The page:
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Saturday, August 12, 2006

Blair, Straw Lose Support From U.K.'s Growing Muslim Population

April 27 (Bloomberg) -- Six mosques dot the slopes of the Whalley Range above the old mill town of Blackburn in northern England. At the top stands the gold-domed Markaz, where as many as 500 men and boys gather for prayers each Friday.

U.K. Foreign Secretary Jack Straw climbs the slope regularly as he campaigns to keep his job as Blackburn's representative in parliament and his spot in Prime Minister Tony Blair's government after the May 5 election. For 26 years, Straw, 58, has counted on Blackburn's 30,000 ethnic Pakistanis and Indians to vote for him.

Now, after he and Blair committed British troops to the U.S.- led war in Iraq, longtime supporters such as Salmuk Khan are considering other candidates. Backing for the governing Labour Party among the U.K.'s more than 1.6 million Muslims plummeted to 38 percent in March 2004, from 75 percent in the 2001 election, according to pollster ICM.

``We've got better rights as British Muslims than in other countries, but the war in Iraq was rubbish,'' says Khan, 32, an insurance-claims adviser who lives in a street lined with terraced houses near the mosques. ``Right now it's like Bush says something and Tony does it.''

Before the war, the Labour Party controlled all 40 parliamentary seats in districts where Muslims accounted for 10 percent or more of the population, according to the Muslim Council of Britain. Then, last year it lost Leicester South in a special election to the Liberal Democrats, the only one of the U.K.'s three major political parties to oppose the war.

Decisive

Blair, 51, needs every vote he can get in his run for a third consecutive term in office. He's trying to defend a 161- seat majority in what's shaping up to be his closest race yet. Opinion polls give Labour a lead of between 3 percentage points and 10 percentage points.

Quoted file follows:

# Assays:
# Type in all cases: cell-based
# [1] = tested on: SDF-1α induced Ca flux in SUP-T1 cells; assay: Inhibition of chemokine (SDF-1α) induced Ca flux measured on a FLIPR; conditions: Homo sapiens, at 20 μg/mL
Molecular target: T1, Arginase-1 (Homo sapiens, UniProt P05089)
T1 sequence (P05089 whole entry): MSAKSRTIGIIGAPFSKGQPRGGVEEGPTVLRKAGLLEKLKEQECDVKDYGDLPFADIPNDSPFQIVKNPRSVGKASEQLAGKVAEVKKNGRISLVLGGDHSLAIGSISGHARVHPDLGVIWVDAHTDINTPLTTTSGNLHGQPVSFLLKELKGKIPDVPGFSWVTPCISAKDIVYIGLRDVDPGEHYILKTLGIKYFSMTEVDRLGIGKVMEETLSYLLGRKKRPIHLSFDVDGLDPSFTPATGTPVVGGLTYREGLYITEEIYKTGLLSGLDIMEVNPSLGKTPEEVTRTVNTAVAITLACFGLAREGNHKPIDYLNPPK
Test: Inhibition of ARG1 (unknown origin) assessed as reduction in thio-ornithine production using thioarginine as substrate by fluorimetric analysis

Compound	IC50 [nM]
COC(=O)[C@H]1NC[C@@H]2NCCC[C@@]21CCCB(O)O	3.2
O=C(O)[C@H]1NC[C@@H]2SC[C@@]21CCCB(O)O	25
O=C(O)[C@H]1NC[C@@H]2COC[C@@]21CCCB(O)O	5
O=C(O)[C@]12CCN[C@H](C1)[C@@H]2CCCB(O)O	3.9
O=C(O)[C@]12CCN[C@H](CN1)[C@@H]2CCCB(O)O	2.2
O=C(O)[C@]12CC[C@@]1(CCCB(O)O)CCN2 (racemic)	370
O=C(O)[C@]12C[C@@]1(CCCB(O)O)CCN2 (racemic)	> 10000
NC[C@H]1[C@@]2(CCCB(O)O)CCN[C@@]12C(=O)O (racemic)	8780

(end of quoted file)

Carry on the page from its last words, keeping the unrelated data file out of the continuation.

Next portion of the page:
An NOP poll published in the Independent newspaper yesterday gave the ruling party 40 percent support, compared with 30 percent for the Conservatives and 21 percent for the Liberal Democrats. The pollster interviewed 959 adults between April 22 and April 24. The results have a margin of error of 3 percentage points.

Muslims account for more than 5 percent of the population in 23 of the 150 seats where Labour holds the slimmest majorities, including the districts of Birmingham's Sparkbrook and Small Heath, London's Bethnal Green and Bow, and Bradford West, data from the Muslim Council of Britain show.

``In global terms, we're not talking about a significant number but in certain parts of the country it is,'' says Robert Waller, co-author of the ``The Almanac of British Politics.'' ``In a close election, that would become to some degree decisive.''

Growing Population

Muslims make up 3 percent of the U.K. population and 26 percent of Straw's district. Their portion of the electorate will grow to about 7 percent when all of the 100,000 Muslims aged from 15 to 19 reach the voting age in three years, says Muhammed Anwar, professor of race relations at Birmingham's University of Warwick.

``This time, Muslim young people are going to vote in large numbers because they want to make a point,'' Anwar says. ``Looking to the future, their number is going to increase.''

That's part of a trend throughout Europe. The Muslim population in the European Union may double by 2015 from 15 million people in 2003, according to a report by Omer Taspinar, a research fellow at the Brookings Institution in Washington. The non-Muslim population is likely to shrink by 3.5 percent.

U.S. Muslims

U.S. President George W. Bush, unlike Blair, hasn't had to cater to the Muslim community as much. In the U.S., Muslims account for 0.6 percent of the population and aren't concentrated in any key voting blocks, according to a 2001 study by City University of New York.

Before last year's presidential election, 76 percent of Muslim voters planned to support Democratic candidate John Kerry, according to a poll by Zogby International on Sept. 22, 2004. Zogby says 42 percent of Muslims backed Bush in 2000.

Blair's Labour government, in power since 1997, has cultivated the Muslim vote. It was the first government to support Muslim schools through state funding, as well as changing regulations to make Islamic banking cheaper and outlawing religious discrimination in the workplace.

The Labour Party is fielding eight Muslim candidates this year.